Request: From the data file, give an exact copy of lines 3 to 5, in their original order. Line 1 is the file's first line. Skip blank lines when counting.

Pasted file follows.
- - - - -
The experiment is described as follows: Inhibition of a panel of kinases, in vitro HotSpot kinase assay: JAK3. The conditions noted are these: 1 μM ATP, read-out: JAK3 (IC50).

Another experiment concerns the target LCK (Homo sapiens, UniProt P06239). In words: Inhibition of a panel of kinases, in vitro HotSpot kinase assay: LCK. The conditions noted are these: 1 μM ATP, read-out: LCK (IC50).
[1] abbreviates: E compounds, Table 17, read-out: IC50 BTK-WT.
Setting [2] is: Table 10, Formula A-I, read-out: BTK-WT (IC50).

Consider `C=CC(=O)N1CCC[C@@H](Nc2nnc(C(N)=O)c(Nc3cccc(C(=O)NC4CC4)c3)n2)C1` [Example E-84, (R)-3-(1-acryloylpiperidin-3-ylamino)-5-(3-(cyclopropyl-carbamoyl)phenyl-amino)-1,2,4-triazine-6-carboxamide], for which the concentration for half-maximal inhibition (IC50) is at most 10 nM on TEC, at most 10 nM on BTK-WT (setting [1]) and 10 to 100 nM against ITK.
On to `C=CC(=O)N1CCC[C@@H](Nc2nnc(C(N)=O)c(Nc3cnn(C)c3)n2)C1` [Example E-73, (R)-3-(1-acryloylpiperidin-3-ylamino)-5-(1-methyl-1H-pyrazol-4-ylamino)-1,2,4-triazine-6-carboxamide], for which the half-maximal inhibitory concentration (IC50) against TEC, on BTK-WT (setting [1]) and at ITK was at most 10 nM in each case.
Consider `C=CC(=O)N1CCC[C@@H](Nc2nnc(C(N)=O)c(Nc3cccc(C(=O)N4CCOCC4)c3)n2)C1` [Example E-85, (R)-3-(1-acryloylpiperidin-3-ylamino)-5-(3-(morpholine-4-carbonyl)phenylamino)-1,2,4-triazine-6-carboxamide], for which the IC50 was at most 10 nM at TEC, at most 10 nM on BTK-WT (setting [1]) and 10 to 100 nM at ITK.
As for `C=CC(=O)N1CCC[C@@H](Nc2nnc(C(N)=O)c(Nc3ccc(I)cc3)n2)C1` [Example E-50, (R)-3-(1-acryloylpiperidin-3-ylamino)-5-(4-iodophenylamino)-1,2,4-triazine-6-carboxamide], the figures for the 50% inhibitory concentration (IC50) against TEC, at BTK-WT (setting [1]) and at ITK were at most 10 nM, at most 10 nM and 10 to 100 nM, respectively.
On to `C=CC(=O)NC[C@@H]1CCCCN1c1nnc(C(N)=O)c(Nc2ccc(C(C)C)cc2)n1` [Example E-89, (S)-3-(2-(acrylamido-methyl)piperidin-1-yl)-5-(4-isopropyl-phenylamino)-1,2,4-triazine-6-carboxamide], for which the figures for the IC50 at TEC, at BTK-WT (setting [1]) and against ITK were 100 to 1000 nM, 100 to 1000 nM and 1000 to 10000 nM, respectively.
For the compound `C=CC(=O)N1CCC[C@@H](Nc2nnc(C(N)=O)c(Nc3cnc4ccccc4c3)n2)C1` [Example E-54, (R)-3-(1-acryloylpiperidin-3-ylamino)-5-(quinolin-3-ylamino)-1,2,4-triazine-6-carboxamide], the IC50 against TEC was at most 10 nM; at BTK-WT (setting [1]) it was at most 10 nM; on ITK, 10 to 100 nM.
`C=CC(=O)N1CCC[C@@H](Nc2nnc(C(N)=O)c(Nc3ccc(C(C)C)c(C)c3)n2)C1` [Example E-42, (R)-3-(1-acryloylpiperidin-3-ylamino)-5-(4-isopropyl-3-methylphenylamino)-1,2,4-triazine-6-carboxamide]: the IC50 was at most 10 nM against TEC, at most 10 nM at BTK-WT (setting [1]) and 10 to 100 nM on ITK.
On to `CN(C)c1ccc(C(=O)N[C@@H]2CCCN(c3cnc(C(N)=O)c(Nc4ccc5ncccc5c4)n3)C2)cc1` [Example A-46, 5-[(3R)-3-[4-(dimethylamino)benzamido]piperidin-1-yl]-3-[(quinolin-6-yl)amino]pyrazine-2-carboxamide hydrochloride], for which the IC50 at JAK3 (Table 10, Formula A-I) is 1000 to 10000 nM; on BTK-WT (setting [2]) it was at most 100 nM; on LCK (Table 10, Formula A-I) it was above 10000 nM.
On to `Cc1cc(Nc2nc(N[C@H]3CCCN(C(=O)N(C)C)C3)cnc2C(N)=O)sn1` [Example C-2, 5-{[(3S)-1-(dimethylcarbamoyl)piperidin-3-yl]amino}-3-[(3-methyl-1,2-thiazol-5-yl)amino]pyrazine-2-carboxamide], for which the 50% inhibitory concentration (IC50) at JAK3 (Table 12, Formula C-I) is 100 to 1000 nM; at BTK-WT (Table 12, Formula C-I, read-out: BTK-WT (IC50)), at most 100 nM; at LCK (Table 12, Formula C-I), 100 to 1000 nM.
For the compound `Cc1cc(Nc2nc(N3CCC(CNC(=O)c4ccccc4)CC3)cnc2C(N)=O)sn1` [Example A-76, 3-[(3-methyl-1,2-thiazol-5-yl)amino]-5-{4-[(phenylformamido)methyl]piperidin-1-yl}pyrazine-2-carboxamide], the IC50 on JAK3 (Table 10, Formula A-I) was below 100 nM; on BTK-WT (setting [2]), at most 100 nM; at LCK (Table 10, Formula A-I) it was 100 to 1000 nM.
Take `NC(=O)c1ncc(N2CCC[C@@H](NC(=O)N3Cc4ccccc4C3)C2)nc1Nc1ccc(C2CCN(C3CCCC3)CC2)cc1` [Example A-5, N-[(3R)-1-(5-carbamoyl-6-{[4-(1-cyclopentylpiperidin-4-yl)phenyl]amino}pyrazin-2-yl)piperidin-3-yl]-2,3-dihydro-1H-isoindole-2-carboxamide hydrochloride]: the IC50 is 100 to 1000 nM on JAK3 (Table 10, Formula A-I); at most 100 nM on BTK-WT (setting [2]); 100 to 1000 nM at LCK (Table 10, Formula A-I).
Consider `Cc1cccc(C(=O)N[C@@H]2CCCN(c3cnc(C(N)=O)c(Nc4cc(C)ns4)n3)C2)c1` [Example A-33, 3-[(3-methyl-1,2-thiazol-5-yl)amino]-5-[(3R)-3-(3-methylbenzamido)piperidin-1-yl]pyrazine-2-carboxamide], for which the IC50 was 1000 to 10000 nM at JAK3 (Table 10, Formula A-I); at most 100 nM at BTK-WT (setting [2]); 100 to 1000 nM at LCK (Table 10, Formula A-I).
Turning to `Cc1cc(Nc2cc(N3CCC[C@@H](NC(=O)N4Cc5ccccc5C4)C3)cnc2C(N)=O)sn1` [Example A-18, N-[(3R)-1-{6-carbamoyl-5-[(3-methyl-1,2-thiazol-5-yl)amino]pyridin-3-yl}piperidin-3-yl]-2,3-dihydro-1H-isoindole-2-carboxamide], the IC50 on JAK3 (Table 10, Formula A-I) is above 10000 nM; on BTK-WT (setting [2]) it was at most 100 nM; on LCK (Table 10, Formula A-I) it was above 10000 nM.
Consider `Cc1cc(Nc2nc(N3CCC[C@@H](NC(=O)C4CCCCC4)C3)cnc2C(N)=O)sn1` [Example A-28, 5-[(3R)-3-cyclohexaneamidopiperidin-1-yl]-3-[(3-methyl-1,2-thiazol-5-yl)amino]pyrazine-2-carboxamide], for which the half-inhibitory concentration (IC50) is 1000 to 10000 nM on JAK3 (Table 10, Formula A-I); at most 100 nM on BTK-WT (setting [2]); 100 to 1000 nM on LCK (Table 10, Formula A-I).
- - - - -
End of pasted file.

[1] abbreviates: E compounds, Table 17, read-out: IC50 BTK-WT.
Setting [2] is: Table 10, Formula A-I, read-out: BTK-WT (IC50).

Consider `C=CC(=O)N1CCC[C@@H](Nc2nnc(C(N)=O)c(Nc3cccc(C(=O)NC4CC4)c3)n2)C1` [Example E-84, (R)-3-(1-acryloylpiperidin-3-ylamino)-5-(3-(cyclopropyl-carbamoyl)phenyl-amino)-1,2,4-triazine-6-carboxamide], for which the concentration for half-maximal inhibition (IC50) is at most 10 nM on TEC, at most 10 nM on BTK-WT (setting [1]) and 10 to 100 nM against ITK.